Design for Europe: A Service Design Approach
As the EU continues to face new global economic realities, the role of design and innovation has become increasingly predominant in ensuring that the Member State economies remain competitive.
Innovation success is often benchmarked by those economies which use factors including research and development spending and have a concentration of high-tech companies. Equally important is the use of design at the helm of innovation. Good design and design thinking are the essence of progressive innovation in the 21st Century.
Last year, the MBB was appointed by the Design Council to become a local Ambassador for the Design for Europe project and has since begun a Design awareness campaign in Malta, bringing some of Europe‘s top design experts to the island. Its involvement in this project has facilitated in bringing foreign best practices to the local scene whilst extending the network‘s voice to local businesses in the services sector with a specific focus on the hospitality industry.
The Design for Europe project is a European wide initiative co-funded by the European Commission that enables countries to become leaders in design innovation. Since its inception in 2013, the pioneering project has captured and shared the best examples of design innovation in business, the public sector and policy making.
In encouraging EU members to adopt various design thinking approaches, a variety of practical tools has been made available through the Commission’s project. The MBB has focused its efforts on promoting the service design approach amongst some of Malta’s leading businesses.
Holitstically, Service Design can be seen as the activity of planning and organsising people, infrastructure, communication and material components of a service in order to improve its quality and effectiveness. In June, the MBB held a two day service design capacity building work shop, attended by 32 participants comprising individuals in top management positions within the hospitality, health and financial services sector.
The workshops served as a guide to help companies discover and implement new tools and techniques which have been tried and tested by some of the world‘s leading businesses. The objective was to provide participant companies with practical insight and knowledge on how to use service design to improve business performance. In grasping a better understanding of the role and benefits design can play in their business, pParticipant companies have since acquired the ability to assess their own business performance from a service design perspective. Addtionally, the workshops have provided the necessary knowledge on how to implement these approaches within their business environment.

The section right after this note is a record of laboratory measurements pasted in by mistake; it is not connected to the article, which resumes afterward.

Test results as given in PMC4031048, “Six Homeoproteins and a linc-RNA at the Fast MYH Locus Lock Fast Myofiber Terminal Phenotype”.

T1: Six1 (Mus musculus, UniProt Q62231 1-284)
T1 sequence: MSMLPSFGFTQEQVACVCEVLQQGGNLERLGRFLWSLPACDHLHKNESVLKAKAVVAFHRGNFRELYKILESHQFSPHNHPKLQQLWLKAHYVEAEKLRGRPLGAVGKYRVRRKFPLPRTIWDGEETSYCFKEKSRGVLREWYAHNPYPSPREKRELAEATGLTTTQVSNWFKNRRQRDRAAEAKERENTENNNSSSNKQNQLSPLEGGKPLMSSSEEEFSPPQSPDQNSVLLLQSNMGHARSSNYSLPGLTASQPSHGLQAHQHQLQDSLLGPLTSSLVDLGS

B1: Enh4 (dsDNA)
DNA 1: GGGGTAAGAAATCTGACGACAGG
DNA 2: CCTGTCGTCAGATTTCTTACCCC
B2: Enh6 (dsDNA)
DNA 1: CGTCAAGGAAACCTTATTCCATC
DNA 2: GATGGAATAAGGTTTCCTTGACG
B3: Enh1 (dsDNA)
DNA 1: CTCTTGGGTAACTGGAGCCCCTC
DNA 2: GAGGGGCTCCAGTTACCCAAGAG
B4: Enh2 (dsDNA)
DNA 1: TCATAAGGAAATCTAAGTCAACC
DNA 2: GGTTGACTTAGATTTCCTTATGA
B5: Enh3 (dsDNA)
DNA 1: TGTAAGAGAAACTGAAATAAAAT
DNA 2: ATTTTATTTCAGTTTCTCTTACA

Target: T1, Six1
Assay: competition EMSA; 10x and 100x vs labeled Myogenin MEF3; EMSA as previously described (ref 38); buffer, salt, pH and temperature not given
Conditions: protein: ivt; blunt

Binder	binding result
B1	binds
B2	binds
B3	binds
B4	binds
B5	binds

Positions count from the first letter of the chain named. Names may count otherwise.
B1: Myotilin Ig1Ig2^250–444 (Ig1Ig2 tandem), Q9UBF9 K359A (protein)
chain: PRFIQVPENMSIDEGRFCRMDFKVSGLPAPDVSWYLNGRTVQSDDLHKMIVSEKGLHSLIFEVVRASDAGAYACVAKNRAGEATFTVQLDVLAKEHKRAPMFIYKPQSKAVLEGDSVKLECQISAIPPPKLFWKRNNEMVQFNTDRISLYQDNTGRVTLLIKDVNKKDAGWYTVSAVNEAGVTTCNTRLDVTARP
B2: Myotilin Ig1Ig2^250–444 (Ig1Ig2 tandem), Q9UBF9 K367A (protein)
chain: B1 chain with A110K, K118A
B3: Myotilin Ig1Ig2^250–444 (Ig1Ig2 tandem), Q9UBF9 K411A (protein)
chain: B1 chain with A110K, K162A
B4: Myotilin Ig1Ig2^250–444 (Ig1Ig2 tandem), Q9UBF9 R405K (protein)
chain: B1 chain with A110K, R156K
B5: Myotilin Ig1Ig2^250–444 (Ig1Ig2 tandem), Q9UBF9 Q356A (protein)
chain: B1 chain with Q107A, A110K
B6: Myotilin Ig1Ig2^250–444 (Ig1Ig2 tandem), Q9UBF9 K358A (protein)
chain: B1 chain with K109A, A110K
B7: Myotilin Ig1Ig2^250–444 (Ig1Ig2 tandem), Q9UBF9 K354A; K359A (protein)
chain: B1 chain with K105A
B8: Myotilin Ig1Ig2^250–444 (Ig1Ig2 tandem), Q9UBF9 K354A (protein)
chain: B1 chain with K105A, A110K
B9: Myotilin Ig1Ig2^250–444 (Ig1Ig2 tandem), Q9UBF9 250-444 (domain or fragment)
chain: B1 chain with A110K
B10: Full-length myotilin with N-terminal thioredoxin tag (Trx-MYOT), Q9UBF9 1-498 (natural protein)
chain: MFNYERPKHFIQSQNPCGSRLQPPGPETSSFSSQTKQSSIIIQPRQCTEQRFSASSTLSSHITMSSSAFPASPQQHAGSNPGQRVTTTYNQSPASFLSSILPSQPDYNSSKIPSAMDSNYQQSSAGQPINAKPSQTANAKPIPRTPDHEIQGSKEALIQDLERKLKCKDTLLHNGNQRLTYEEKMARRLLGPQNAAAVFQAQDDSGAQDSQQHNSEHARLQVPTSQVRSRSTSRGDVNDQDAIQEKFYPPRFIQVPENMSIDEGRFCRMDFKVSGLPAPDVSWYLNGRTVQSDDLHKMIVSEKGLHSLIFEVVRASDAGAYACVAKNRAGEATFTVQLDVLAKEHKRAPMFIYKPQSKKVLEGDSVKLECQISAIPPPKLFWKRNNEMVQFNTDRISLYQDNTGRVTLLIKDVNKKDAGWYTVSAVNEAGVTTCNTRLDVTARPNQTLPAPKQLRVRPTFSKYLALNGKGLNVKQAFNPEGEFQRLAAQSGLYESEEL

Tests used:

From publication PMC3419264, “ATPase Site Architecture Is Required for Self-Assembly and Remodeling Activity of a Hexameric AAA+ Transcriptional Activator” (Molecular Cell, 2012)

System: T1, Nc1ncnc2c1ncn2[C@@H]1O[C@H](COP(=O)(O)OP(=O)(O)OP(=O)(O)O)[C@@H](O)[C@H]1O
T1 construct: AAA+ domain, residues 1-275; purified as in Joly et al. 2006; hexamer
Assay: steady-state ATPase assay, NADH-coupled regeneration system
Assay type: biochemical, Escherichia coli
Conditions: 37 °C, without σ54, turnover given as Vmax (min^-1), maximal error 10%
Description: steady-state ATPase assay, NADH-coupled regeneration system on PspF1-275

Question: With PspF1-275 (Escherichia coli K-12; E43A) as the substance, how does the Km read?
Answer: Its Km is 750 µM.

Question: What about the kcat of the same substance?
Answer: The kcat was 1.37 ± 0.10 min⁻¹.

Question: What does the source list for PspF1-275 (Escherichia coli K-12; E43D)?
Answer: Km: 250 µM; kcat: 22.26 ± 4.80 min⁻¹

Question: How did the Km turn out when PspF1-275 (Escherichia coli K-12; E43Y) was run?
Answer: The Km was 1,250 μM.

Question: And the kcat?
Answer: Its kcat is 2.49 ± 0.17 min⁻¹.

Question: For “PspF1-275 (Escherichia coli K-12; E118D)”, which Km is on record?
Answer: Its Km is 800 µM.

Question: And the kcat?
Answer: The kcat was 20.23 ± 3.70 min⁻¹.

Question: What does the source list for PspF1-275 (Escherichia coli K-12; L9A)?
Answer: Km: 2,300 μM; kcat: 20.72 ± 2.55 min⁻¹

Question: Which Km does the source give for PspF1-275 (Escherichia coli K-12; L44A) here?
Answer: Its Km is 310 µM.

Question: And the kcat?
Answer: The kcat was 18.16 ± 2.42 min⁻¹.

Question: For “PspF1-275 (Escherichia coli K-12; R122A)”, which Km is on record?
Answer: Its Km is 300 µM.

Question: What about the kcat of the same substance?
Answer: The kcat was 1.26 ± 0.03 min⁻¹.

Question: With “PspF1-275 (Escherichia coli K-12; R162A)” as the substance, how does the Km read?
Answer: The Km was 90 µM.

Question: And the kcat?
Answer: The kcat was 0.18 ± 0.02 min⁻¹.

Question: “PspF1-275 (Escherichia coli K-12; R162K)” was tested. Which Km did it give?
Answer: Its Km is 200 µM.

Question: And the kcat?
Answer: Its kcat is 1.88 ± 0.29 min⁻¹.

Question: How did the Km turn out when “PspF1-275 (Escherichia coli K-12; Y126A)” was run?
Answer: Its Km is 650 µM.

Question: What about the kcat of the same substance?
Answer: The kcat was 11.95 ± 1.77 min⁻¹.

By way of introducing innovative methodological approaches within Malta’s hospitality industry through existing service design tools, the industry stands to improve internal resource efficiency, and enhance client interaction. This is conducive to a boost in the use and satisfaction with the company’s range of services leading to improved business performance.
While it may be easier not to use design or service design for that matter, its under-use will in time, make it harder for businesses in the hospitality to remain competitive. Often, the fear of running into financial constraints presents a great hindrance to the integration of various design disciplines within businesses. Contrary to popular belief, operational challenges need not be overcome by heavy financial investments but rather improving- by way of thinking and strategy – what could be improved in that which already exists.
Some leading best practice examples in the local hotel industry have stressed on the importance and benefits that design plays in their business. Through their operational Innovation Departments, some hotels have taken up service design approaches which have in turn helped them to achieve higher standards and save money and time. This can be seen as a long term investment which enables companies to deliver in the most efficient manner.
Following the success of the capacity building workshops, the MBB has facilitated effective dialogue between various local stakeholders in order to map current, national design systems whilst also identifying local strengths and weaknesses for design. This dialogue has spearheaded the need to develop a design policy vision and actions that correspond to the gaps in the design system. These outcomes will culminate in the pursuit of tangible assessments and practical policy proposals as a first step to addressing these gaps. As a result, the MBB will continue to contribute towards the sustainability of Malta’s economy which is so highly service based.